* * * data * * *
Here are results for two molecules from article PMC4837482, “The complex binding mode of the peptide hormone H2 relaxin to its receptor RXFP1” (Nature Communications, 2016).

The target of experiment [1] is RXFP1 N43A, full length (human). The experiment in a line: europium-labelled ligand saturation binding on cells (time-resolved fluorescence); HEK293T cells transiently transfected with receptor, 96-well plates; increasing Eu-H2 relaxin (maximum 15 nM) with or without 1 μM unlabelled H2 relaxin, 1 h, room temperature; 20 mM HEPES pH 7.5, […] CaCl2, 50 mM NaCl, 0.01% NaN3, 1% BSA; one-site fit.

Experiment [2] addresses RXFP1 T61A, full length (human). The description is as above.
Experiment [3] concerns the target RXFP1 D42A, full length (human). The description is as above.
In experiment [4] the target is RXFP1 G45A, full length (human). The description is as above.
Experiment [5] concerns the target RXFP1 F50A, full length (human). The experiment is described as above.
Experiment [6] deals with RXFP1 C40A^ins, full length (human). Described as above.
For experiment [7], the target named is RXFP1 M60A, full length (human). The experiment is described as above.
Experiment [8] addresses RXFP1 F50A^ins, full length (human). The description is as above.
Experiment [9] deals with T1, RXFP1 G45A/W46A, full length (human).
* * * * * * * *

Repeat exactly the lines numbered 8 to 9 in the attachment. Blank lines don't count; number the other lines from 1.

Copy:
For experiment [7], the target named is RXFP1 M60A, full length (human). The experiment is described as above.
Experiment [8] addresses RXFP1 F50A^ins, full length (human). The description is as above.